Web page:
What do you do with the “what if’s”? What do you do when you’re smiling, writing him a letter, confident of the love you have for him–and then that nasty little “what if” crawls its way into the back of your skull? What do you do when you want to believe that you’ll be a good wife and mother and student and friend and God-seeker-follower-lover but that “what if” comes and tells you that you will mangle and destroy and harm everything you touch and that the sin and fear you hate so utterly will tie you down and win?
Dear doubting thomasina,
I try not to swear too much. It’s not so much because I don’t believe it’s ever right but more because I want to be sure that I do so powerfully – that I name things what they are, that I respond with force to things that are forceful, vehemently to things which deserve my vehemence.
And the “what ifs”, my dear, are not more nor less than bullshit.
Yep. I said that word, and I would say it again. The what if’s, which slide up to you, glamorous, sleek, offering you a glimpse into the future, the chance to plan ahead, the chance to give you a head start on everything coming your way – they’re a bad apple. A bucket of bad apples.
The question, “What if this happens?” sidles up to you, and suddenly, then, it seems almost irreversibly, you’re far and away down the road of worrying, convinced you’ve got it wrong and you look behind you and the what if is far away down the road, laughing.
I believe that this is the work of darkness in the heart. I’m acquainted with this darkness. I can spin into questions about whether I am a good wife or a good student or a good anything, and from there I ask, “what if I’m not those things and I’ve been seriously f***ing up every part of my life from birth until now?” It grows, like shadows do at the end of the day – quickly and without warning. And, like darkness, the what if’s make you lose your sense of touch, make you feel like you’re waving your hand in front of you but you can’t feel anything, can’t be sure of anything, can’t hold onto anything.
Oh, how I am acquainted with this.
And then there is the fluttering flag planted in your beautiful letter: What do you do?
Can I call it, perhaps, how do we overcome?
This is what I believe with every fiber of my being: we overcome this bs by shunning it. We gloriously slam the door in its face when it knocks, when it comes around to the side porch, we look at it, and we say “no.” Say it with me. No.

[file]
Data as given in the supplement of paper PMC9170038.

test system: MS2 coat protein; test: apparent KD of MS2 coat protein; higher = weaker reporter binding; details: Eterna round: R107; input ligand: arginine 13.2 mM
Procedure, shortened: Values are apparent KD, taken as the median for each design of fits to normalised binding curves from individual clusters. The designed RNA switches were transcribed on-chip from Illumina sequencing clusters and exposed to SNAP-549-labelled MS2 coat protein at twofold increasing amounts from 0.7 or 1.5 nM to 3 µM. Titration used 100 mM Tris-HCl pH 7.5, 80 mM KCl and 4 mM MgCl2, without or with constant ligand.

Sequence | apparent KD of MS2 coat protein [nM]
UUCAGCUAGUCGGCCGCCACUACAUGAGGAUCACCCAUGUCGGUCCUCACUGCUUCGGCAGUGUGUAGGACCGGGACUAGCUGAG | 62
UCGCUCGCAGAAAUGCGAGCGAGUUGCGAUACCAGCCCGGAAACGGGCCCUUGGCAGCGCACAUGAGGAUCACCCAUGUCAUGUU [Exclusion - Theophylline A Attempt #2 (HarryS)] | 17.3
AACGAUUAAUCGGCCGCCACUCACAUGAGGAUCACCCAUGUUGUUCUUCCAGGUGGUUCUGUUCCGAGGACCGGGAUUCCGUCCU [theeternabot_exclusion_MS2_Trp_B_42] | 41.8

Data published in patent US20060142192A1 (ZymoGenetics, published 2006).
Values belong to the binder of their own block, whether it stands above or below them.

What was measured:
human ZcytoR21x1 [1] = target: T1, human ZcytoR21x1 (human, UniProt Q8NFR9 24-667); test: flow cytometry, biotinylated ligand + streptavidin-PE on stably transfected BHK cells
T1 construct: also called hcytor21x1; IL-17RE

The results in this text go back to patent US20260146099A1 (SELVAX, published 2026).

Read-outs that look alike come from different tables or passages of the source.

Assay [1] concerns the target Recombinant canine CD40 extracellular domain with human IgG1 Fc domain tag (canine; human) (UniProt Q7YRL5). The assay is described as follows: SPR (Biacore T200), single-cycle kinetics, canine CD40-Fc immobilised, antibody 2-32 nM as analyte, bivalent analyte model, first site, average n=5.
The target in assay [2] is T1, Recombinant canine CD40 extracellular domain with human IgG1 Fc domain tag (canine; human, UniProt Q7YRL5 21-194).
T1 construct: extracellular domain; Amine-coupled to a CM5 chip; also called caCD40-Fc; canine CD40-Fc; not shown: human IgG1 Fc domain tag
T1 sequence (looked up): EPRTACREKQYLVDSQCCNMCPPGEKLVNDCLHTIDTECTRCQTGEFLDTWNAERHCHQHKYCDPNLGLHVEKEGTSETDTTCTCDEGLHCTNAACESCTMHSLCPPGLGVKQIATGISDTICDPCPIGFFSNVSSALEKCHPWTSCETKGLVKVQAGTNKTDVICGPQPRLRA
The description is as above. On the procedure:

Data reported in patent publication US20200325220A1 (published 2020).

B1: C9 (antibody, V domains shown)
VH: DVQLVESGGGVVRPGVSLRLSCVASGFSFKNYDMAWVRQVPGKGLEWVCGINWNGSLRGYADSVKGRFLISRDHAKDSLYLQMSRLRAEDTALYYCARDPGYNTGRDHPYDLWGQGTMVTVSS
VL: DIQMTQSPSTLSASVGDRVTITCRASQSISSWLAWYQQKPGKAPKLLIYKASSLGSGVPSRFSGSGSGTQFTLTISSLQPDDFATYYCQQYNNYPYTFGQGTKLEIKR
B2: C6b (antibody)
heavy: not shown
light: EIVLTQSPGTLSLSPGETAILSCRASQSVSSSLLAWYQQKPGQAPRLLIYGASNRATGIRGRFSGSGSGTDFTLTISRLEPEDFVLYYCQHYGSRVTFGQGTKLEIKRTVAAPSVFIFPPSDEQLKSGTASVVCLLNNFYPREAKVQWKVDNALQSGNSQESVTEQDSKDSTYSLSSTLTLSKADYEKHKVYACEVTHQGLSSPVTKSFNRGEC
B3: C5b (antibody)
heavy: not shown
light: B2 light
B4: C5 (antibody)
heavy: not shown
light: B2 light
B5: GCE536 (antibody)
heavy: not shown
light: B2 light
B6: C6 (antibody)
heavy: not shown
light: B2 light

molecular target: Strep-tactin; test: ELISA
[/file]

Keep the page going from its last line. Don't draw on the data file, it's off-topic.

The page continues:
There is space in the wide wild kingdom of God to overcome – and it begins with no.
It begins with shouting back, and I mean it, say it out loud in your room and say it out loud in your letters and say it loud in church or in the car or in the woods, speak it out:
I belong to Jesus.
Do you remember how Jesus showed us the picture of ourselves, trembling, vulnerable lambs, and then told us – “I am the Good Shepherd”?
He said more than that. He said that his sheep know him. That we know the sound of his voice.
You writing this to me tells me you know that there is something wrong with the voice of the what-if. It doesn’t sound like Jesus, does it? It doesn’t sound like the Good Shepherd. It doesn’t sound like hope, like love, like confidence in Him through whom we are more than conquerors, through whom we are co-heirs, through whom we are raised up on the last day and never lost.
The voice of the what-if is the voice of a stranger.
You can call bullshit on that.
You can shout-sing-cry-whisper-pray-rage it, tell it that you belong to Jesus, that you do not listen to the voice of the stranger.
And then, however you can, in words or tears, in laughter or hope or something else altogether, ask Jesus to call out to you again who you already are. Ask Jesus to tell you the better story of your life, of your hope, of your wonder, of your worth. Ask Jesus, “who am I?”
Hear yourself called beloved again. Then, holding onto that, shun those what-ifs.